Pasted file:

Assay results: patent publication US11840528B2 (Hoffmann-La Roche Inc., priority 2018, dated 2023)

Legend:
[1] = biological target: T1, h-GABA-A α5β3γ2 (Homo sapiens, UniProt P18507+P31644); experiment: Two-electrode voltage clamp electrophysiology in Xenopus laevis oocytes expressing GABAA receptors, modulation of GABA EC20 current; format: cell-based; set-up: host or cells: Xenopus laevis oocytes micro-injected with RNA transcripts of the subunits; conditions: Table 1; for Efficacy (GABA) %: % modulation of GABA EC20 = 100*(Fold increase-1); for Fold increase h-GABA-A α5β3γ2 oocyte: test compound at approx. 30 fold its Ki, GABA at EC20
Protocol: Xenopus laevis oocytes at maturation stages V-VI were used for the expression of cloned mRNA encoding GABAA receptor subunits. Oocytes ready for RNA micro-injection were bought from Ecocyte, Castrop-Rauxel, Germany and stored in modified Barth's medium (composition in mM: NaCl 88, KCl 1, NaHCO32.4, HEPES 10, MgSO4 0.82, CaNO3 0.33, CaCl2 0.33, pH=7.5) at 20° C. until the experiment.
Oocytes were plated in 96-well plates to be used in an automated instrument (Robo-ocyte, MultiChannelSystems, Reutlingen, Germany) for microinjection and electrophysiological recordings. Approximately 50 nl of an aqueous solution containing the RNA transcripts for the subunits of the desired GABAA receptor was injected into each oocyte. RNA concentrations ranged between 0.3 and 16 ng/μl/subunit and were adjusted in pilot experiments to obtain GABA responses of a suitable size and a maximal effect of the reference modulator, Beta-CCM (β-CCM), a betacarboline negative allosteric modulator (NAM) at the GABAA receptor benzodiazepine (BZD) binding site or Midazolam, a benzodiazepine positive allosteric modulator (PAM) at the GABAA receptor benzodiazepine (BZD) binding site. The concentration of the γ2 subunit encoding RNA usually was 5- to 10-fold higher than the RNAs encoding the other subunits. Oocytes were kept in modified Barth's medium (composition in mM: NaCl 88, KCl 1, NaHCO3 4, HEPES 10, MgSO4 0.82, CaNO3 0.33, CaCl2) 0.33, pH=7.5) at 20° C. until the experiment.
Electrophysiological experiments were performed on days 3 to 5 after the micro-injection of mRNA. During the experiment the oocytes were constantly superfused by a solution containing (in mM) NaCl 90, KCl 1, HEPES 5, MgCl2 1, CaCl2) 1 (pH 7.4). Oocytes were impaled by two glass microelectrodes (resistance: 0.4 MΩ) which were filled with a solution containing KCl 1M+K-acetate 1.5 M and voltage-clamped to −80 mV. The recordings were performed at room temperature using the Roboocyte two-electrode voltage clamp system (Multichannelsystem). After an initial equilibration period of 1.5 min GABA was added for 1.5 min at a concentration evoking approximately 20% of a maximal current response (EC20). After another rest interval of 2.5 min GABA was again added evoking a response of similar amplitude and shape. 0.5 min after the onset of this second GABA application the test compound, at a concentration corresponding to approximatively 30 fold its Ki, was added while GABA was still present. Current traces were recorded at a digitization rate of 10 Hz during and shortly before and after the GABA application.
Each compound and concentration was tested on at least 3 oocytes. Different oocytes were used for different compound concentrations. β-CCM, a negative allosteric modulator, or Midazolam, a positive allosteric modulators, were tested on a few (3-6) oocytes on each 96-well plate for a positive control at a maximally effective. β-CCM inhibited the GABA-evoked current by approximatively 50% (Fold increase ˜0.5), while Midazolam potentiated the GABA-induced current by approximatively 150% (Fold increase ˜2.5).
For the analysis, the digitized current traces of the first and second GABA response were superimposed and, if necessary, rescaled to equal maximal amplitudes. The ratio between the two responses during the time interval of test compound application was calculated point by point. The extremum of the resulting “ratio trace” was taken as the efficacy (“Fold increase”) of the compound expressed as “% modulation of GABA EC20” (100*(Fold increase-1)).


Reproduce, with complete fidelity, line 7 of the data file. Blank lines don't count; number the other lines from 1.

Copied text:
Each compound and concentration was tested on at least 3 oocytes. Different oocytes were used for different compound concentrations. β-CCM, a negative allosteric modulator, or Midazolam, a positive allosteric modulators, were tested on a few (3-6) oocytes on each 96-well plate for a positive control at a maximally effective. β-CCM inhibited the GABA-evoked current by approximatively 50% (Fold increase ˜0.5), while Midazolam potentiated the GABA-induced current by approximatively 150% (Fold increase ˜2.5).